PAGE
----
Excerpt: 'Hausfrau: A Novel' by Jill Alexander Essbaum
ANNA WAS A GOOD WIFE, MOSTLY.
It was mid-afternoon, and the train she rode first wrenched then eased around a bend in the track before it pulled into Bahnhof Dietlikon at thirty-four past the hour, as ever. It’s not just an adage, it’s an absolute fact: Swiss trains run on time. The S8 originated in Pfäffikon, a small town thirty kilometers away. From Pfäffikon, its route sliced upward along the shores of the Zürichsee, through Horgen on the lake’s west bank, through Thalwil, through Kilchberg. Tiny towns in which tiny lives were led. From Pfäffikon, the train made sixteen stops before it reached Dietlikon, the tiny town in which Anna’s own tiny life was led. Thus the ordinary fact of a train schedule modulated Anna’s daily plans. Dietlikon’s bus didn’t run into the city. Taxicabs were expensive and impractical. And while the Benz family owned a car, Anna didn’t drive. She did not have a license.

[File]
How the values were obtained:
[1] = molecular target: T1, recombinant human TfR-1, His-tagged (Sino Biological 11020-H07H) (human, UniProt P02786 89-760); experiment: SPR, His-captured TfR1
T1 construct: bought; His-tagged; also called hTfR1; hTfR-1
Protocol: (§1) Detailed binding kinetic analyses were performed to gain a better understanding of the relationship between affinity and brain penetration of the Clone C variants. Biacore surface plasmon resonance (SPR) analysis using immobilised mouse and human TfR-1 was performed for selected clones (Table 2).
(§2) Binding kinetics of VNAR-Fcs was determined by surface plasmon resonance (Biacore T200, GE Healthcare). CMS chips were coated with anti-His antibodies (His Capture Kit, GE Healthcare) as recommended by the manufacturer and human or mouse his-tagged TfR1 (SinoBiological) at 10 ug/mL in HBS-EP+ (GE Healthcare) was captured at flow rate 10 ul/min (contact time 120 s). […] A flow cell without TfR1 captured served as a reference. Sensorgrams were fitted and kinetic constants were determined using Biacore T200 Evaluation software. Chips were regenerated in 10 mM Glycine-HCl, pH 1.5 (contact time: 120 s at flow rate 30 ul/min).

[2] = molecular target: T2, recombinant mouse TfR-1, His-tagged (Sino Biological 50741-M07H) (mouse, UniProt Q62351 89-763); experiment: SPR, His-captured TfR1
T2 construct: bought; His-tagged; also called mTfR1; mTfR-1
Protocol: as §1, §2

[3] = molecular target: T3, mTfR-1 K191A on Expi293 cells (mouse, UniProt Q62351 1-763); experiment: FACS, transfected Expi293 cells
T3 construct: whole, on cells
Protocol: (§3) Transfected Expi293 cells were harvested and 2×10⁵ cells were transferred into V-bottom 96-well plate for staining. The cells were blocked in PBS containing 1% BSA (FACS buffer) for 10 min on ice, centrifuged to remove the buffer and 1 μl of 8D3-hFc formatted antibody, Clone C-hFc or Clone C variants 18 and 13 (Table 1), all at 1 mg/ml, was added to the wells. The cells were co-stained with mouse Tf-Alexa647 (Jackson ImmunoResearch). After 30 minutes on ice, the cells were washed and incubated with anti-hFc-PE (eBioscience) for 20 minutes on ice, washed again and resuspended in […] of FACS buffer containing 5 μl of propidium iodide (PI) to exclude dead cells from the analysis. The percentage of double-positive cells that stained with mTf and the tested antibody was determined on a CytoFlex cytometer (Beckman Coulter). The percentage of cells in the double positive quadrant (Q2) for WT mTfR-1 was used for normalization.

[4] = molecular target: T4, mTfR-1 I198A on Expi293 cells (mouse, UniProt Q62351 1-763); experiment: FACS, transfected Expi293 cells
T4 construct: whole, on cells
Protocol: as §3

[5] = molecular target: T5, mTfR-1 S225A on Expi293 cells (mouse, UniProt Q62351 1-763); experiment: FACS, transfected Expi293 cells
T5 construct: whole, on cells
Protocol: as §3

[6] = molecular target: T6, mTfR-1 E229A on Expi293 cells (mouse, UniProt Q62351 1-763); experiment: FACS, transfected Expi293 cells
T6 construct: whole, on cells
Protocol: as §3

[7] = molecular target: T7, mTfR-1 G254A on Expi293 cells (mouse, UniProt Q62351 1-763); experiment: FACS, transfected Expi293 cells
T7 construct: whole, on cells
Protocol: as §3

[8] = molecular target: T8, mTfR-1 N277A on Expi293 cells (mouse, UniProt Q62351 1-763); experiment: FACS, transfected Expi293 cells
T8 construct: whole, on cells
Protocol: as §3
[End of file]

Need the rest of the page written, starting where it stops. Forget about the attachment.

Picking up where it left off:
So her world was tightly circumscribed by the comings and goings of locomotives, by the willingness of Bruno, Anna’s husband, or Ursula, Bruno’s mother, to drive her places unreachable by bus, and by the engine of her own legs and what distance they could carry her, which was rarely as far as she’d have liked to go.
But Swiss trains really do run on time and Anna managed with minimal hassle. And she liked riding the trains; she found a lulling comfort in the way they rocked side to side as they moved forward.
Edith Hammer, another expatriate, once told Anna that there was only one reason the Swiss trains ever ran late.
“When someone jumps in front of one.”